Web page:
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Mitchell Schlesinger on 'Globalization 2.0'

Mitchell Schlesinger - Globalization of passenger sourcing and itineraries makes for a resilient business
Cruising has transformed from a global destination business into a globally sourced passenger business in a remarkably short period, according to veteran sales and marketing executive Mitchell Schlesinger.

He calls the development of the source markets where the ships operate 'Globalization 2.0.'

This followed global deployment and is now also fueling it.

Cruise lines branched out from the core Caribbean/Bahamas, Alaska and Mexican Riviera routes of the 1980s to more varied itineraries in Europe, South America, Asia and elsewhere around the world to entice new customers and draw repeat business. Plus, continuing to put ships in the Caribbean didn't drive pricing up.

Still, operators focused on US sourcing. After airfares spiked in 2011, making the trans-Atlantic air ticket for Americans sometimes more costly than a seven-day Europe cruise, lines intensified their European customer sourcing, Schlesinger said. At the same time they began deploying more ships in Australia, developing that source market as well.

Mainstream operators like Costa, MSC, Royal Caribbean International and Norwegian Cruise Line started keeping some vessels in Europe year-round and, while itineraries are limited in winter, that presence is cementing cruising as a year-round holiday option for Europeans.

Of more than 22m cruisers worldwide in 2014, more than 6m sailed in Europe. 'That's a big statement,' Schlesinger said, adding that Australia now generates more than 1m cruisers a year.

The Chinese market, of course, will have a huge impact.

Schlesinger, who recently lectured on marketing and sales management for students in Shanghai Maritime University’s Executive MBA program, predicts 3m Chinese will be cruising by the end of 2020—and that's a conservative estimate, he said. (China's Transport Ministry recently projected 4.5m by 2020.)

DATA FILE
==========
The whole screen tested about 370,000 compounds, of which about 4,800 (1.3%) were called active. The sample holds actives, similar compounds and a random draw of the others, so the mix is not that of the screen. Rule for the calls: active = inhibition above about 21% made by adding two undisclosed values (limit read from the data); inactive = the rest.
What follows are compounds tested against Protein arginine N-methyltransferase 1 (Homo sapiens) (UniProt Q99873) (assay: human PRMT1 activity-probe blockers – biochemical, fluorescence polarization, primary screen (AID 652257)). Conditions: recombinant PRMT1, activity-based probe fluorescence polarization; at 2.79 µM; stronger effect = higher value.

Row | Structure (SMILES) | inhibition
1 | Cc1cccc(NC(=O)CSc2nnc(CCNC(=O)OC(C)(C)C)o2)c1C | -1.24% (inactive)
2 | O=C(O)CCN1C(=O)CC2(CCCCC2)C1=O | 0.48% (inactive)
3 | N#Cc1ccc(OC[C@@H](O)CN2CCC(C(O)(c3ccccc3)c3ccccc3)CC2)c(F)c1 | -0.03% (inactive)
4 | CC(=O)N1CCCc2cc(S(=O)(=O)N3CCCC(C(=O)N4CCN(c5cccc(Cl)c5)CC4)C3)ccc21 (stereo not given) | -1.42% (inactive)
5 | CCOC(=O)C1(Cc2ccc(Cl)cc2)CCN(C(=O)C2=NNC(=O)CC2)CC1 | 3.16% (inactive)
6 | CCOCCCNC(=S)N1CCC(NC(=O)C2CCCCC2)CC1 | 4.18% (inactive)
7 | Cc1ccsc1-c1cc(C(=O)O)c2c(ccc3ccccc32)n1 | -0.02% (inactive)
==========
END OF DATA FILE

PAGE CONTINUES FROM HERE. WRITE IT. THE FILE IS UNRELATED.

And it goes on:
Costa is adding capacity, Royal Caribbean is sending a pair of Quantum-class ships and domestic ventures like SkySea Cruises are emerging. Schlesinger said Princess Cruises' move to customize its 2017 newbuild for China will likely inspire other mainstream lines to do the same. There will be more short cruises, pushing up numbers, but also longer itineraries, he said.

Schlesinger believes as many as 10m Chinese will be cruising by 2030.

It took the US market decades to reach that level. In 1980, 1.4m Americans cruised, and US demand reached 10m in 2010, according to Cruise Lines International Association.

Globalization of itineraries continues, added Schlesinger, who held senior sales and marketing roles with such destination-intensive brands as Voyages to Antiquity and Orient Lines, as well as mainstream operators like Norwegian.

While ship sizes have been edging up, with bigger vessels going further afield, there's also a trend of smaller or mid-sized ships trading heavily on the destination focus.

He cited the success of the R-class ships and the boom in river cruises.

'Tor [Hagen] has gone back to the future,' Schlesinger said, citing the Viking Cruises' founder's past involvement with Royal Viking Line, 'which had a very special ambience.' Now Hagen is taking the destination immersion characteristic of his river fleet to ocean-going cruises.

All told, today's travelers 'get the chance to cruise to every corner of the world in the style they determine is best for them. This breadth of product is great for the cruise industry,' Schlesinger said.

Together with global passenger sourcing, that keeps the industry growing and developing—making it 'the resilient business we know.'

Schlesinger currently consults for travel organizations and investment firms via his Miami-based MJS Consultants.